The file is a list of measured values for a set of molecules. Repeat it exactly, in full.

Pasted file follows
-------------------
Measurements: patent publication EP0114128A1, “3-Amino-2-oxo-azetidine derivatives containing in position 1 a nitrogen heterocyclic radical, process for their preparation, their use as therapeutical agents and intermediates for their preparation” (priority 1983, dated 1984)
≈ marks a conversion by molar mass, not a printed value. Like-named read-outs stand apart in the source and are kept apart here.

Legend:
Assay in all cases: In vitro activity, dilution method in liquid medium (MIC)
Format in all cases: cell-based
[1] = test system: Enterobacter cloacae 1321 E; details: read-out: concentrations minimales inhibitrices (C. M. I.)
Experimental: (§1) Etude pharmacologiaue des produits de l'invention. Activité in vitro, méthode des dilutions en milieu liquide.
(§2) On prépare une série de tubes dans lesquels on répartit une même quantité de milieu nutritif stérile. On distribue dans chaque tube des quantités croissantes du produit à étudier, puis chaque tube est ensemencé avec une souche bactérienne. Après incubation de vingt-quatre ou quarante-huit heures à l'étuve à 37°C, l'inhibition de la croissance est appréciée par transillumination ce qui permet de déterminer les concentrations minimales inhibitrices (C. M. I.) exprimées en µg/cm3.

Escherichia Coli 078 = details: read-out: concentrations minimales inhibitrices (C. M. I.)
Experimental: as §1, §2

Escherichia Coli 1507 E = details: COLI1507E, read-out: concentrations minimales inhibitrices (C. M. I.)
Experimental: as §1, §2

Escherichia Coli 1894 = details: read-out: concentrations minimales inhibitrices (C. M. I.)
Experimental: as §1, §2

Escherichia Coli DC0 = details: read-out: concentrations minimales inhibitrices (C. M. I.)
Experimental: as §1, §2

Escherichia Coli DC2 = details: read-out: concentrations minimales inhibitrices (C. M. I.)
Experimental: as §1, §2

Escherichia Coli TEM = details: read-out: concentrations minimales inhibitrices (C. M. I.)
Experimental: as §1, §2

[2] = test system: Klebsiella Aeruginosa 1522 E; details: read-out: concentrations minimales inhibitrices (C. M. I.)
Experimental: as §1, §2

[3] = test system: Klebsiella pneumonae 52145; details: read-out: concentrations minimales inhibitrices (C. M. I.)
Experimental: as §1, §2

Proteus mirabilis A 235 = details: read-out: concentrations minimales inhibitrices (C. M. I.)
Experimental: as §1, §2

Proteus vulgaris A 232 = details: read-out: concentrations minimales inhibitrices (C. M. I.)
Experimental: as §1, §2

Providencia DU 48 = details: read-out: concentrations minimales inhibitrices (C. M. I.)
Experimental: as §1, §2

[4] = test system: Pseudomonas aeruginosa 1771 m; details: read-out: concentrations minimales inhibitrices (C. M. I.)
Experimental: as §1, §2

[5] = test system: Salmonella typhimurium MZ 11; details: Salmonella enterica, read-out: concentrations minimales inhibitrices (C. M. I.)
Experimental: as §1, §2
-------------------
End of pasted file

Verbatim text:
Measurements: patent publication EP0114128A1, “3-Amino-2-oxo-azetidine derivatives containing in position 1 a nitrogen heterocyclic radical, process for their preparation, their use as therapeutical agents and intermediates for their preparation” (priority 1983, dated 1984)
≈ marks a conversion by molar mass, not a printed value. Like-named read-outs stand apart in the source and are kept apart here.

Legend:
Assay in all cases: In vitro activity, dilution method in liquid medium (MIC)
Format in all cases: cell-based
[1] = test system: Enterobacter cloacae 1321 E; details: read-out: concentrations minimales inhibitrices (C. M. I.)
Experimental: (§1) Etude pharmacologiaue des produits de l'invention. Activité in vitro, méthode des dilutions en milieu liquide.
(§2) On prépare une série de tubes dans lesquels on répartit une même quantité de milieu nutritif stérile. On distribue dans chaque tube des quantités croissantes du produit à étudier, puis chaque tube est ensemencé avec une souche bactérienne. Après incubation de vingt-quatre ou quarante-huit heures à l'étuve à 37°C, l'inhibition de la croissance est appréciée par transillumination ce qui permet de déterminer les concentrations minimales inhibitrices (C. M. I.) exprimées en µg/cm3.

Escherichia Coli 078 = details: read-out: concentrations minimales inhibitrices (C. M. I.)
Experimental: as §1, §2

Escherichia Coli 1507 E = details: COLI1507E, read-out: concentrations minimales inhibitrices (C. M. I.)
Experimental: as §1, §2

Escherichia Coli 1894 = details: read-out: concentrations minimales inhibitrices (C. M. I.)
Experimental: as §1, §2

Escherichia Coli DC0 = details: read-out: concentrations minimales inhibitrices (C. M. I.)
Experimental: as §1, §2

Escherichia Coli DC2 = details: read-out: concentrations minimales inhibitrices (C. M. I.)
Experimental: as §1, §2

Escherichia Coli TEM = details: read-out: concentrations minimales inhibitrices (C. M. I.)
Experimental: as §1, §2

[2] = test system: Klebsiella Aeruginosa 1522 E; details: read-out: concentrations minimales inhibitrices (C. M. I.)
Experimental: as §1, §2

[3] = test system: Klebsiella pneumonae 52145; details: read-out: concentrations minimales inhibitrices (C. M. I.)
Experimental: as §1, §2

Proteus mirabilis A 235 = details: read-out: concentrations minimales inhibitrices (C. M. I.)
Experimental: as §1, §2

Proteus vulgaris A 232 = details: read-out: concentrations minimales inhibitrices (C. M. I.)
Experimental: as §1, §2

Providencia DU 48 = details: read-out: concentrations minimales inhibitrices (C. M. I.)
Experimental: as §1, §2

[4] = test system: Pseudomonas aeruginosa 1771 m; details: read-out: concentrations minimales inhibitrices (C. M. I.)
Experimental: as §1, §2

[5] = test system: Salmonella typhimurium MZ 11; details: Salmonella enterica, read-out: concentrations minimales inhibitrices (C. M. I.)
Experimental: as §1, §2